I started off this year really determined to get Aiorimono up and running as a full time thing, and I'm ending the year with a full time job at a local dancewear company.
I'm probably as millennial as a millennial can get – chasing dreams, working for passion, and hoping money comes along with it so that more dreams and passions can be fulfilled.
I never thought I'll end up so immersed in the arts, because I never excelled (or had much interest) in the arts while I was in school. But once I started working, I started to see how the arts enhances our quality of life, and how important it is for the arts to exist. If I couldn't be an artist, I want to support them.
Sometimes, the arts can be too... arty. I don't always understand things that are too abstract or contemporary. But I try to understand the intention behind it. Usually, it gives us different perspectives, provokes us, makes us think. And I think that is important.
Don't follow blindly. Don't do things just of the sake of doing it. Don't make decisions just because it's convenient. In order to grow as a society, as people, as the world, I think we need to think more about the purpose and value in the things we are doing.
Find your meaning in life. It's a long journey, but keep searching. The Japanese concept for this is "Ikigai". It means "the reason of being". Having a purpose in life. It can be a passion, your work, or your family. Once you find your ikigai, you will also find peace and happiness.
In the meantime, be considerate. I find it hard to always be kind, but the least you can do is be considerate to the people and the environment around you.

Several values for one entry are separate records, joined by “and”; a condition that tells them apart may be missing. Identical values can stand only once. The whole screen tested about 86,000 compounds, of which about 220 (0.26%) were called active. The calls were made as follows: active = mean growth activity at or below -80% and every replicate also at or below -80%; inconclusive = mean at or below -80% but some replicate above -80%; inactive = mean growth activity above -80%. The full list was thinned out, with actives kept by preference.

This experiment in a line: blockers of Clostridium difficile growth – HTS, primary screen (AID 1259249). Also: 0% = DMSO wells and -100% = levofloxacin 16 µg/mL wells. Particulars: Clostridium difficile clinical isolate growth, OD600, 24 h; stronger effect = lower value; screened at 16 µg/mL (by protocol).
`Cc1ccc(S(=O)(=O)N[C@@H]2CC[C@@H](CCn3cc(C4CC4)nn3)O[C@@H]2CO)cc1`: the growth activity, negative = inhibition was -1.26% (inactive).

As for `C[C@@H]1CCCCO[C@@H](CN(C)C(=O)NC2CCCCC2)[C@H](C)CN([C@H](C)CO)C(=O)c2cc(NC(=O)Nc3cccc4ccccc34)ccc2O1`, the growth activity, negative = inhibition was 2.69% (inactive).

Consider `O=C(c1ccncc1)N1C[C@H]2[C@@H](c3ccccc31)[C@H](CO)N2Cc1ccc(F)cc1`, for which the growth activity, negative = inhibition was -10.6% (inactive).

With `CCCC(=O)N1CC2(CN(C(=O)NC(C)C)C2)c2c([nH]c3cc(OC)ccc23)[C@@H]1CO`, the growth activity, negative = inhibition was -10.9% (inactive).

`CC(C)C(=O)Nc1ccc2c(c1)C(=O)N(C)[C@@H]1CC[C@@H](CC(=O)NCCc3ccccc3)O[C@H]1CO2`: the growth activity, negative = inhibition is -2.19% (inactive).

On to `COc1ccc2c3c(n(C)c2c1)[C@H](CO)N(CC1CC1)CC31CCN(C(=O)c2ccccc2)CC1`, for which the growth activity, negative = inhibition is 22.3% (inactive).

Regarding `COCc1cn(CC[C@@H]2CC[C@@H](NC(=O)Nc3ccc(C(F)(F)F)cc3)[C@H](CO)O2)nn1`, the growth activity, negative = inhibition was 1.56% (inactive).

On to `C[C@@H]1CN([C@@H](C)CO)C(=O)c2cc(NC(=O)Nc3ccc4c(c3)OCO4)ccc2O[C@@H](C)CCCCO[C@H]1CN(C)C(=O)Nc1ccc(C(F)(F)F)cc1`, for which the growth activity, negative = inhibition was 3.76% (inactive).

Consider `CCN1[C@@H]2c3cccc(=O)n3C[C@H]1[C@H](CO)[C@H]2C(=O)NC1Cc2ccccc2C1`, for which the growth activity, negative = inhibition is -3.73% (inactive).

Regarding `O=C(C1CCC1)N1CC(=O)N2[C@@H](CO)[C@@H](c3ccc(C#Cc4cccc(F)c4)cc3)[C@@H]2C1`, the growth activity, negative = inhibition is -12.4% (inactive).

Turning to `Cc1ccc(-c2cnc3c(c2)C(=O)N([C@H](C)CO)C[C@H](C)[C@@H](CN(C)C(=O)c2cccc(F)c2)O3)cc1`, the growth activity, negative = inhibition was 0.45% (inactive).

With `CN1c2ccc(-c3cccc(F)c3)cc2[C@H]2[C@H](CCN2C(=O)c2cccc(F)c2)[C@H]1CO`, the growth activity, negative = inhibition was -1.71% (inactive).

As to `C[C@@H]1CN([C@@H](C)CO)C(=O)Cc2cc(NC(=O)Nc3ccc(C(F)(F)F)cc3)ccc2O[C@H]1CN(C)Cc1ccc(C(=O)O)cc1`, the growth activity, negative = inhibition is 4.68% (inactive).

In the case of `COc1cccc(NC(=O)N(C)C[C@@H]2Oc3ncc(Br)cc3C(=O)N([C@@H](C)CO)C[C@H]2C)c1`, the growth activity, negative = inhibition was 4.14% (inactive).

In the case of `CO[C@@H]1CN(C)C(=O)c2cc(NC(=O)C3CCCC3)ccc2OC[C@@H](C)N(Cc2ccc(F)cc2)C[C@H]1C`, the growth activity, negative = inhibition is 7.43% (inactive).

What's my ikigai? I'm not too sure, but I think it's something like that.
I want to introduce weaving to Singapore for two reasons. Firstly, weaving makes people think more about how fabric is made. In this fast-fashion world, people don't seem to remember or put much thought into how things are made. I think it's important to think about the value of the things you buy, and how it impacts the environment. I can go on forever about this, but at the end it's about increasing awareness, understanding quality, and supporting local craftsmen.
Secondly, weaving is a form of art and expression. Saori weaving brings joy and relief to those who need to get away from the stressful and hectic life. I've personally witnessed it, and so I want people to try it too. My plan for Aiorimono is to eventually create a space and a community for this. I'm not sure how long it will take, but that's something I'll keep working towards.
I'm taking the first step in 2018, and start conducting workshops. Wish me luck.